Gout in men helped by vitamin C


Crusty old colonels with their feet propped on a cushion and waving a glass of port is the popular stereotype of gout, but sadly the truth is far more common. Traditionally, gout has most commonly developed in middle aged and older people – mostly men – but the condition is now being seen in younger people and also more frequently in women. A recent report suggested that, in the UK, it had increased by about 17 percent between 2007 and 2008. The reasons for this increase are unclear but it may be linked with dietary change and obesity definitely seems to increase the risk of gout.

It’s caused by a build-up of uric acid in the blood which forms crystal deposits in and around the joints, a form of arthritis, which is what causes the pain and inflammation typical of the condition. However a new study in British Columbia, Vancouver, has some good news – at least for men. The researchers suggest that vitamin C might affect the reabsorption of uric acid by the kidneys, increase the speed at which the kidneys work, or protect against inflammation; all of which can reduce the risk of gout.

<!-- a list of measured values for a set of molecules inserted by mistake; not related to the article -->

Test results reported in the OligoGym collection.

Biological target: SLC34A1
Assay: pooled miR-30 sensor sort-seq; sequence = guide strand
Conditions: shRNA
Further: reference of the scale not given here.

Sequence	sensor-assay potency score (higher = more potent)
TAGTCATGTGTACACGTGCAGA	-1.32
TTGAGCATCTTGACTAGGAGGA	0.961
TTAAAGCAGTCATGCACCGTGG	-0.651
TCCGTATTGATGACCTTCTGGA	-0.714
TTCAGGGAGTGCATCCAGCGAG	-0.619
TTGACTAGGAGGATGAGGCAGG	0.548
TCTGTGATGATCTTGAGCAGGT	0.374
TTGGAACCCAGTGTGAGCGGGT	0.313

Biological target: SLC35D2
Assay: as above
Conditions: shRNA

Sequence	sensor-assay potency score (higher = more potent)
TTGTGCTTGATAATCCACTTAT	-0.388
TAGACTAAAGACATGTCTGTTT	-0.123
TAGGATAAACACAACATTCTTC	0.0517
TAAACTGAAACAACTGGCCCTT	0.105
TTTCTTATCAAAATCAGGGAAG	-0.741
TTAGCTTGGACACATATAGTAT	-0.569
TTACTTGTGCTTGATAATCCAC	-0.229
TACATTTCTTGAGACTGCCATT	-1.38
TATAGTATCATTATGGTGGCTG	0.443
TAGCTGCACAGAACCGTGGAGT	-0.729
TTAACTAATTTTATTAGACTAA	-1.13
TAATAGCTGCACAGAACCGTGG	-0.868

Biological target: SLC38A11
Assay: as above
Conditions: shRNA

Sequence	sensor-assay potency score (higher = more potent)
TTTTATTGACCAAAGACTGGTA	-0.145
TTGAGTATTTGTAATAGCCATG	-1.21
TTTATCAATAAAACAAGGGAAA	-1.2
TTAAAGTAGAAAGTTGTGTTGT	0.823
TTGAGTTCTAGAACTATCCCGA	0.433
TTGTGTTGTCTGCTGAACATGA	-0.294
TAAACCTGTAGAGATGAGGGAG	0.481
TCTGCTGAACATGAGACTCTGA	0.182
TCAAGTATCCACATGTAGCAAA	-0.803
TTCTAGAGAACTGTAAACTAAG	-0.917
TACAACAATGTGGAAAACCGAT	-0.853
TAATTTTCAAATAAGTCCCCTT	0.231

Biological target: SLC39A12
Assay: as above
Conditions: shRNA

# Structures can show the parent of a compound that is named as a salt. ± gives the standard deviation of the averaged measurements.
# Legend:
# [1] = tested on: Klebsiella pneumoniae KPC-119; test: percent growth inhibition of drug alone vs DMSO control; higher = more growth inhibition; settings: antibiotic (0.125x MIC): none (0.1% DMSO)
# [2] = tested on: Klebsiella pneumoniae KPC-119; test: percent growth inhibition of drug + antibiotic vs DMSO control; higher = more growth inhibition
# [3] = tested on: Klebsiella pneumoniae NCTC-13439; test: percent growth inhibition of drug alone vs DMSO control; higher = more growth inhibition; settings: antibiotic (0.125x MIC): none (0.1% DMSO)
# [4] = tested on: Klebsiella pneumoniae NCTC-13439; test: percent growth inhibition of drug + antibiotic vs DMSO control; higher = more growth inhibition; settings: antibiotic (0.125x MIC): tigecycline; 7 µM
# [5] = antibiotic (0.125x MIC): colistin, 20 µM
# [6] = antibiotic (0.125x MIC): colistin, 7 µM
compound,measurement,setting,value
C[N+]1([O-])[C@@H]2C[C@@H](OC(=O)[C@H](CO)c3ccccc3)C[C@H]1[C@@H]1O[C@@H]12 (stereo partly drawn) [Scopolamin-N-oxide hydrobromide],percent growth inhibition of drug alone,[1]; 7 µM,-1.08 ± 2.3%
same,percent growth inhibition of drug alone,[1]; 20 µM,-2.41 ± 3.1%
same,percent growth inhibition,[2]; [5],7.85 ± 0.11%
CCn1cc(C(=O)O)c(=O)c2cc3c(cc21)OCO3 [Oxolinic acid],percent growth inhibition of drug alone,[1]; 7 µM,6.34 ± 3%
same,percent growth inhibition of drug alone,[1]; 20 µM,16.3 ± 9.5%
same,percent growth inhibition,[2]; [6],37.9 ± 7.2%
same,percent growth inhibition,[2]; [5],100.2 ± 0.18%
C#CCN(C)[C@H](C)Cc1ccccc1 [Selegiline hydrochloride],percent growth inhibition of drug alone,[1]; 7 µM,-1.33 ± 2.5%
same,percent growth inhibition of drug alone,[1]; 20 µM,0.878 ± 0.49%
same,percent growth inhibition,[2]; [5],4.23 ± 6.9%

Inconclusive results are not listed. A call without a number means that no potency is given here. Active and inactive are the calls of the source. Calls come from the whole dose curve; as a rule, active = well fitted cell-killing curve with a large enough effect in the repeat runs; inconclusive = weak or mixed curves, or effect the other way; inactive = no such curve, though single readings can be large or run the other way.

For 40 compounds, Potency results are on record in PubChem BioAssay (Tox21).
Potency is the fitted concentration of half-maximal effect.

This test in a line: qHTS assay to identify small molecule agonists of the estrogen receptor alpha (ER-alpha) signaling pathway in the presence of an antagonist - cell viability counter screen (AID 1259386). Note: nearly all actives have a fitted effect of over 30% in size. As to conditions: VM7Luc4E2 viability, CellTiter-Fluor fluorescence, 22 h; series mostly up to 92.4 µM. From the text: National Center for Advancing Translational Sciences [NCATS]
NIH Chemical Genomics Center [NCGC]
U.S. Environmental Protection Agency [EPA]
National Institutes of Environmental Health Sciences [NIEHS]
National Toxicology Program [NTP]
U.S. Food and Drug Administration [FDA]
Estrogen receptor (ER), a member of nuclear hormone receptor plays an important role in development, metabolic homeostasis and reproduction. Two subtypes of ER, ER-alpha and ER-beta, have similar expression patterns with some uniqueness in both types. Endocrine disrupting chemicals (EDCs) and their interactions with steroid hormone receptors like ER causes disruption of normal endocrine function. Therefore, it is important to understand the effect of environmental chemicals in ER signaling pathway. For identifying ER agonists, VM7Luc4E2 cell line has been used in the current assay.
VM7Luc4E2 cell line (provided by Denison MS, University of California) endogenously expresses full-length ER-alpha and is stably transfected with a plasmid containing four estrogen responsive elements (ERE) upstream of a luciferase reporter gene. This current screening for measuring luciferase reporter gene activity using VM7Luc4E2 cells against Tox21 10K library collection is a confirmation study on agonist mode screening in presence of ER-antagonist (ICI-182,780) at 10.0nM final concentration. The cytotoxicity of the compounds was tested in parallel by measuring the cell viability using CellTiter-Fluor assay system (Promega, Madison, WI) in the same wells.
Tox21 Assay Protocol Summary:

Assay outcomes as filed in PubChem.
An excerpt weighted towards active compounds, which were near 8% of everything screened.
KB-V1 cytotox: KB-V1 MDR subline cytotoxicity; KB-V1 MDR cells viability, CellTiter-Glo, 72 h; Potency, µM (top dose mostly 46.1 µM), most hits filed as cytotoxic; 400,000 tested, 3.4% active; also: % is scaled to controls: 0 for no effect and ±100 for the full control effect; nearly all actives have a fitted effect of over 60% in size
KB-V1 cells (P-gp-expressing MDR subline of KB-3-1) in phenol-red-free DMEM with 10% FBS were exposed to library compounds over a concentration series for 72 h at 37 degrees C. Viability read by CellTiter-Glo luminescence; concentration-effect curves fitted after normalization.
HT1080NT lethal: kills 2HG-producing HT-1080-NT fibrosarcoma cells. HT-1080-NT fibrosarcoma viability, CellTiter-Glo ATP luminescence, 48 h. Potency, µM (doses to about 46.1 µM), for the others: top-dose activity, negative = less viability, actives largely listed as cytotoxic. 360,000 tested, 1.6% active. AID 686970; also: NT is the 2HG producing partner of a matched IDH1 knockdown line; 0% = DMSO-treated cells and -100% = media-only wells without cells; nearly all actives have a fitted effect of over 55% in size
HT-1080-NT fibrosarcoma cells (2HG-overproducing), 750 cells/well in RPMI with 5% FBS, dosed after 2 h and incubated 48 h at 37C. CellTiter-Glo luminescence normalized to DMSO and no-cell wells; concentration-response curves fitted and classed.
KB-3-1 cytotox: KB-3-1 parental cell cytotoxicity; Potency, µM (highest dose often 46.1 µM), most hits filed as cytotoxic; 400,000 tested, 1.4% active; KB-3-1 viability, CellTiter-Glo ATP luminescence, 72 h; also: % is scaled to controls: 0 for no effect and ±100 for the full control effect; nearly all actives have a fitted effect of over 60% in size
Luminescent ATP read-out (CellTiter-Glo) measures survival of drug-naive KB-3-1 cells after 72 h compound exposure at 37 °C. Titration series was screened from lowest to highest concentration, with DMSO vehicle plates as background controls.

They examined the relationship between vitamin C intake and gout between 1986 and 2006 in 46,994 men and during 20 years of follow-up, 1,317 men developed gout. Compared with men who had a vitamin C intake of less than 250 milligrams per day, the relative risk of gout was 17 percent lower for those with a daily intake of 500 to 999 milligrams, 34 percent lower for those with an intake of 1,000 to 1,499 milligrams per day and 45 percent lower for those with an intake of 1,500 milligrams per day or higher. For every 500-milligram increase in their vitamin C intake, the men’s risk for gout appeared to decrease by 17 percent. Compared with men who did not take vitamin C supplements, those who took 1,000 to 1,499 supplemental milligrams per day had a 34 percent lower risk of gout and those who took 1,500 supplemental milligrams per day had a 45 percent lower risk. and vitamin C appears to reduce the levels of uric acid in the blood.

What all those boring statistics actually mean is that vitamin C definitely seems to lower a man’s risk of gout so it’s worth supplementing to a level of around 1000mg a day, best in two doses of 500mg if you have any history of gout in your family

Soft drinks & gout

MEN who drink five or six sweetened soft drinks a week have a 29% higher chance of developing gout (a form of arthritis), when compared with men who have less than one soft drink a month. If a daily soft drink is on the menu then the risk increases to 45%, and thirsty chaps who have two or more a day have a staggering 85% higher risk of developing gout. The study was reported in the British Medical Journal and pointed out that gout particularly tends to affect men over the age of 39 – so if you are past that birthday it might be time to switch drinks, and don’t switch to low calorie drinks as they use artificial sweeteners which are known to aggravate gout.